The Challenge – preparing Primary School aged children for Secondary School:
The national schools curriculum at Key Stage 2 for Computer Science and Design Technology continually evolves. The resource in this area for teachers is vast, ever changing and complex. Lesson preparation, particularly for computer studies can be challenging. One thing teachers don’t have is time. Time to teach, time to prepare lessons.. time for admin, meetings…. you get the picture. Teachers need a system that is easy to use, the kids love, and it covers a huge range of topics and core curriculum items.
One of the most challenging areas of the curriculum is Computer Science. As a teacher they may not have been taught about coding, variables, arrays and how these tools interact in the real World. They then need to teach that to children in Years 5 and 6. Thank-you Scratch! If you want to know about visual coding, then take a look at Scratch. Simply dragging blocks to apply logic and code to your hearts content. Kids love it. However, Scratch by itself doesn’t really link to an interactive real World. Where’s the door? Great… I’ve created a variable and used it to do something on-screen, but I’m off home now. I understood how that worked at the time, but it’s going to fade into a distant memory, as I drop down on the sofa at home with my iPad and start pressing buttons again (just buttons).
Imagine this …
World meet Interactive Robotics. Picture a scenario where a child has this lesson:
- they spend a session building a robot (Design Technology) – nuts, bolts, plates, wheels, tracks, sensors, electronics, an electronic brain (microprocessor)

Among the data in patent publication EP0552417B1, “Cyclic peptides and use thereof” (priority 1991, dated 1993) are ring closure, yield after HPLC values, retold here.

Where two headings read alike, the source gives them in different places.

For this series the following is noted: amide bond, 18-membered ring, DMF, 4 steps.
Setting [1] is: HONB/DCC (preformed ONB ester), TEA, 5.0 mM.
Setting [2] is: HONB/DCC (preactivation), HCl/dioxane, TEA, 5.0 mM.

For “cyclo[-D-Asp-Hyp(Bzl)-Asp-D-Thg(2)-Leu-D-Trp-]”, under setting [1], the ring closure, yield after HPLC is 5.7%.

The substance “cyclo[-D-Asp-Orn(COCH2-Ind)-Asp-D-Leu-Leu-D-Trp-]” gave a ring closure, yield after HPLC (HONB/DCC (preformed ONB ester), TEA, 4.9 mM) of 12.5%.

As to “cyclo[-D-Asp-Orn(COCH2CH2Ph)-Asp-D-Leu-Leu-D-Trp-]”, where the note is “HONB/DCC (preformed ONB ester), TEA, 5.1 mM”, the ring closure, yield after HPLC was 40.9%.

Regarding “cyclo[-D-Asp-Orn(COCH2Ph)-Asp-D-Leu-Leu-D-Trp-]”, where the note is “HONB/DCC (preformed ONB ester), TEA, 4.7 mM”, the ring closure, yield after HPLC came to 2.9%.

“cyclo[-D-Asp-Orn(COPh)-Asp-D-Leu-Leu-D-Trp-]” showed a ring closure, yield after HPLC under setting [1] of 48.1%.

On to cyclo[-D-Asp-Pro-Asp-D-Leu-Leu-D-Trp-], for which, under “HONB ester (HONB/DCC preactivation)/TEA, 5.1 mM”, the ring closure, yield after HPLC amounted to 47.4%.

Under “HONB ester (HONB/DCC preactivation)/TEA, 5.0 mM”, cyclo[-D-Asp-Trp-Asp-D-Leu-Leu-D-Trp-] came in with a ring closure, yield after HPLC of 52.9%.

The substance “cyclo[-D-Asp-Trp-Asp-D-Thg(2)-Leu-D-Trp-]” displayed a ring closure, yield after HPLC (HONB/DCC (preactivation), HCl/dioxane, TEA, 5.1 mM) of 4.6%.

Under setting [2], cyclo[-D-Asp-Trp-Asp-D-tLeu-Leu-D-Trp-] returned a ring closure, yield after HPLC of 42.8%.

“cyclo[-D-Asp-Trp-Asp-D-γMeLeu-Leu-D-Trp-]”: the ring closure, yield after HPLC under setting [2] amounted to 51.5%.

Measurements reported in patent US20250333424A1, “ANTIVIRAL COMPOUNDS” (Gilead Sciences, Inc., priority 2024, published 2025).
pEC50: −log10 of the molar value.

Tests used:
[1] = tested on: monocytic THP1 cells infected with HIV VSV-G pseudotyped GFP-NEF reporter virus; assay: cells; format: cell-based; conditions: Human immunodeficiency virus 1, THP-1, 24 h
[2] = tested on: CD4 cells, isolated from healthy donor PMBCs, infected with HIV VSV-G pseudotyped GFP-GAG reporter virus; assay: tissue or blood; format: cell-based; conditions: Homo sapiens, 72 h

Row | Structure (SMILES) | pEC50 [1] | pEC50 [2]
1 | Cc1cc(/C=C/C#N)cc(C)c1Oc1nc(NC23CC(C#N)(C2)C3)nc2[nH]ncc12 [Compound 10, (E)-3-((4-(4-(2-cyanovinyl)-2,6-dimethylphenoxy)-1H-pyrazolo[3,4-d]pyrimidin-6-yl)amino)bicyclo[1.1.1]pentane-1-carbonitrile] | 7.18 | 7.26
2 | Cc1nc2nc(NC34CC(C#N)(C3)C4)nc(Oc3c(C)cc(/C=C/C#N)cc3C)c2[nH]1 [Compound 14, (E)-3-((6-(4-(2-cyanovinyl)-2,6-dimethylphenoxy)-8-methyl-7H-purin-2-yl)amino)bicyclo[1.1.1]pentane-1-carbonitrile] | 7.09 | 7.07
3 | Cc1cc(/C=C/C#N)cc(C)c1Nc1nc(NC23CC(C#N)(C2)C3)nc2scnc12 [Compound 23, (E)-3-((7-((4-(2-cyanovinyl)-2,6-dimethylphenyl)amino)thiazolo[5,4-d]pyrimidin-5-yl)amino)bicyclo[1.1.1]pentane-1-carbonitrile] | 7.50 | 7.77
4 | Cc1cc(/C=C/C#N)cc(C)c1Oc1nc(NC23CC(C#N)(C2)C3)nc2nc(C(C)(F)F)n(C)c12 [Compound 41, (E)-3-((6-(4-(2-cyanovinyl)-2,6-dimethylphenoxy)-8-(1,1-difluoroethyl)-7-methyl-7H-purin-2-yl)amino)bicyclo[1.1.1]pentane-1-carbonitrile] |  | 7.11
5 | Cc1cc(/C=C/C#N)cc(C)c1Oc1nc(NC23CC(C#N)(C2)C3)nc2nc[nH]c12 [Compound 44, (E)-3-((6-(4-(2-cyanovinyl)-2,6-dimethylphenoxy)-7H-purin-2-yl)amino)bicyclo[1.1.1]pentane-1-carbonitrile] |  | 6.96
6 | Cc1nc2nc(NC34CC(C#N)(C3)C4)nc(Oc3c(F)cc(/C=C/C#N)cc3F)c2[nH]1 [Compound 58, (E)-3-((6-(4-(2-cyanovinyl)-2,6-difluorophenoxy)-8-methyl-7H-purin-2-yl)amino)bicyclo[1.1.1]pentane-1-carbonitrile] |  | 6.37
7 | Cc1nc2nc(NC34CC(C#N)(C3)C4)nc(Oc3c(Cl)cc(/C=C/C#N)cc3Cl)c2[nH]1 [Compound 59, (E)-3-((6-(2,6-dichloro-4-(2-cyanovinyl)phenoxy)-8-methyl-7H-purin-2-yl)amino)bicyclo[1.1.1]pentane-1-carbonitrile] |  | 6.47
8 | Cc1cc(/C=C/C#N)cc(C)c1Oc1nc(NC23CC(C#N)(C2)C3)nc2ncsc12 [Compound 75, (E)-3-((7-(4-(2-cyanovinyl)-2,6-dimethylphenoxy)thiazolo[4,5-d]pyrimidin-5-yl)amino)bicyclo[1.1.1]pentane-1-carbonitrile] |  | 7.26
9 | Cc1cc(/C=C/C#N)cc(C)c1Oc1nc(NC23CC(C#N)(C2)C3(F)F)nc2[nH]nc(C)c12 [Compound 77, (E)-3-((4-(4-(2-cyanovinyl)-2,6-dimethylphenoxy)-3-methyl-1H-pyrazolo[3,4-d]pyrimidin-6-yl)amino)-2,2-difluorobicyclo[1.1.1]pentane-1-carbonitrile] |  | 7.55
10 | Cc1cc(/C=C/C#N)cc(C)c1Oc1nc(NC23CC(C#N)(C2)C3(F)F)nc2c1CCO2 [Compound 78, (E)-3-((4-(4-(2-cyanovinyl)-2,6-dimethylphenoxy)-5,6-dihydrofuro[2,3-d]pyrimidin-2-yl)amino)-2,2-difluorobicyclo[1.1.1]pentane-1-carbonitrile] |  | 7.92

- they hook up their robot to the school computer (Communication) using either a wire or bluetooth – it bleeps!
- they use a Scratch based visual programming platform to come up with something simple for their robot – maybe driving it around the classroom
- they learn a new topic ‘all about sound’ and learn about waves and ultrasound – oh look! Their robot has an ultrasonic sensor (like eyes)
- they discover their ultrasonic sensor produces different values (calibrated for distance) and they can see that on the screen
- they do some experiments around ultrasound using those values – presenting data, analysing
- they then visually program their robot using the Scratch based platform they love – they create variables, arrays and blocks of code to control their robot
- After switching their robot on, they discover all their hard work actually causes their robot to interact in the Real World. It’s amazing!
- How many real life examples use ultrasonic distance detection?… Erm… LOADS! Grain silo depth detection, Amazon warehouse transporting robots, Aircraft boarding ladders and gangeways, Car park barrier systems…
We think this system should be in every Primary School in the UK
That lesson was a basic example. The system we use in our coms4kids Robotics club has sensors all over it (infra-red, sound, temperature, ultrasonic, gyroscopic). It also has a buzzer to programme music, 16 LEDs to program any colour and an array of extra ports for other sensors, e.g. smoke detection, touch sensor, gas sensor, compass, angles… etc. On the other side are a row of motor ports. It’s getting a bit hot in the classroom.. why not program your robot to detect the temperature, then if it gets too hot, simply turn on a fan.
Be a first adopter – get ahead of the rest
If you are interested (and many schools are) in receiving more information about this system, then get in touch. We are developing a huge new teaching resource around it. The future of teaching computer science and design technology is changing.. it’s going to be more fun.